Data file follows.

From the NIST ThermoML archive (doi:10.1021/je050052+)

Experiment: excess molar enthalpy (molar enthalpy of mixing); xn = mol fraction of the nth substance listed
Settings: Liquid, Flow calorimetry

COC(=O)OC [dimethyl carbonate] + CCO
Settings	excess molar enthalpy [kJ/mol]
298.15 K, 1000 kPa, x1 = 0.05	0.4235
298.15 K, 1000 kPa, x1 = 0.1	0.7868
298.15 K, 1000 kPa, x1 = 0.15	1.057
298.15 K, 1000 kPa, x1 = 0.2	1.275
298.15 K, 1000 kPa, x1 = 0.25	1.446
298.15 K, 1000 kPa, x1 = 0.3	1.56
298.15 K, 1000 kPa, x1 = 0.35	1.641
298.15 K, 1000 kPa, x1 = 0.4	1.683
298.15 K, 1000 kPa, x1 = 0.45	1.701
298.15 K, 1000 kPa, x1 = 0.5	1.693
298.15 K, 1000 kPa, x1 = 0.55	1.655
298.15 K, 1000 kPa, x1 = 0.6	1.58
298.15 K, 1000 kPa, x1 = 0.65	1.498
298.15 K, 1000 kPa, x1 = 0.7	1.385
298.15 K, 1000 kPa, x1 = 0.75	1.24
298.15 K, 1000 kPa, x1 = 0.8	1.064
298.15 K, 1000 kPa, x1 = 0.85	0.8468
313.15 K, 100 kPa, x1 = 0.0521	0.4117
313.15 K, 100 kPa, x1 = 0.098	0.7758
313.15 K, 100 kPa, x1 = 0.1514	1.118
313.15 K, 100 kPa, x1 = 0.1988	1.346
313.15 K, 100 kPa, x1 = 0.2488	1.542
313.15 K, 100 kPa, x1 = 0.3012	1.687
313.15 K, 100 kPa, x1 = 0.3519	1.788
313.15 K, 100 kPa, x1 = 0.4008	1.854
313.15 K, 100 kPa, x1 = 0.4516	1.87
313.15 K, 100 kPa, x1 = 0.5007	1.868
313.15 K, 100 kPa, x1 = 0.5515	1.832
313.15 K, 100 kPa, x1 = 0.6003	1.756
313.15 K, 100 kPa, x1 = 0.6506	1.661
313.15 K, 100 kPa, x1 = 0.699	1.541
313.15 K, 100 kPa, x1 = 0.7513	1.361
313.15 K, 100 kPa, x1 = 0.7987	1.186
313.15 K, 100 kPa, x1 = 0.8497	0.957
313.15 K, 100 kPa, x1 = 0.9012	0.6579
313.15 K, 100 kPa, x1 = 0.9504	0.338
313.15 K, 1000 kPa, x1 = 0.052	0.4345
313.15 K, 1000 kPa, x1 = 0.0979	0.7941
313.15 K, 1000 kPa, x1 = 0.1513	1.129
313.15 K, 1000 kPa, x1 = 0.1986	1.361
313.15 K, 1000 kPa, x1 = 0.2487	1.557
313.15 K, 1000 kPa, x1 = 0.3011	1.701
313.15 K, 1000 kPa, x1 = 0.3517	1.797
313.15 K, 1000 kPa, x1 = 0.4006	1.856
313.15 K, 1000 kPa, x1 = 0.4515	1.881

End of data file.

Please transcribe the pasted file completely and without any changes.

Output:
From the NIST ThermoML archive (doi:10.1021/je050052+)

Experiment: excess molar enthalpy (molar enthalpy of mixing); xn = mol fraction of the nth substance listed
Settings: Liquid, Flow calorimetry

COC(=O)OC [dimethyl carbonate] + CCO
Settings	excess molar enthalpy [kJ/mol]
298.15 K, 1000 kPa, x1 = 0.05	0.4235
298.15 K, 1000 kPa, x1 = 0.1	0.7868
298.15 K, 1000 kPa, x1 = 0.15	1.057
298.15 K, 1000 kPa, x1 = 0.2	1.275
298.15 K, 1000 kPa, x1 = 0.25	1.446
298.15 K, 1000 kPa, x1 = 0.3	1.56
298.15 K, 1000 kPa, x1 = 0.35	1.641
298.15 K, 1000 kPa, x1 = 0.4	1.683
298.15 K, 1000 kPa, x1 = 0.45	1.701
298.15 K, 1000 kPa, x1 = 0.5	1.693
298.15 K, 1000 kPa, x1 = 0.55	1.655
298.15 K, 1000 kPa, x1 = 0.6	1.58
298.15 K, 1000 kPa, x1 = 0.65	1.498
298.15 K, 1000 kPa, x1 = 0.7	1.385
298.15 K, 1000 kPa, x1 = 0.75	1.24
298.15 K, 1000 kPa, x1 = 0.8	1.064
298.15 K, 1000 kPa, x1 = 0.85	0.8468
313.15 K, 100 kPa, x1 = 0.0521	0.4117
313.15 K, 100 kPa, x1 = 0.098	0.7758
313.15 K, 100 kPa, x1 = 0.1514	1.118
313.15 K, 100 kPa, x1 = 0.1988	1.346
313.15 K, 100 kPa, x1 = 0.2488	1.542
313.15 K, 100 kPa, x1 = 0.3012	1.687
313.15 K, 100 kPa, x1 = 0.3519	1.788
313.15 K, 100 kPa, x1 = 0.4008	1.854
313.15 K, 100 kPa, x1 = 0.4516	1.87
313.15 K, 100 kPa, x1 = 0.5007	1.868
313.15 K, 100 kPa, x1 = 0.5515	1.832
313.15 K, 100 kPa, x1 = 0.6003	1.756
313.15 K, 100 kPa, x1 = 0.6506	1.661
313.15 K, 100 kPa, x1 = 0.699	1.541
313.15 K, 100 kPa, x1 = 0.7513	1.361
313.15 K, 100 kPa, x1 = 0.7987	1.186
313.15 K, 100 kPa, x1 = 0.8497	0.957
313.15 K, 100 kPa, x1 = 0.9012	0.6579
313.15 K, 100 kPa, x1 = 0.9504	0.338
313.15 K, 1000 kPa, x1 = 0.052	0.4345
313.15 K, 1000 kPa, x1 = 0.0979	0.7941
313.15 K, 1000 kPa, x1 = 0.1513	1.129
313.15 K, 1000 kPa, x1 = 0.1986	1.361
313.15 K, 1000 kPa, x1 = 0.2487	1.557
313.15 K, 1000 kPa, x1 = 0.3011	1.701
313.15 K, 1000 kPa, x1 = 0.3517	1.797
313.15 K, 1000 kPa, x1 = 0.4006	1.856
313.15 K, 1000 kPa, x1 = 0.4515	1.881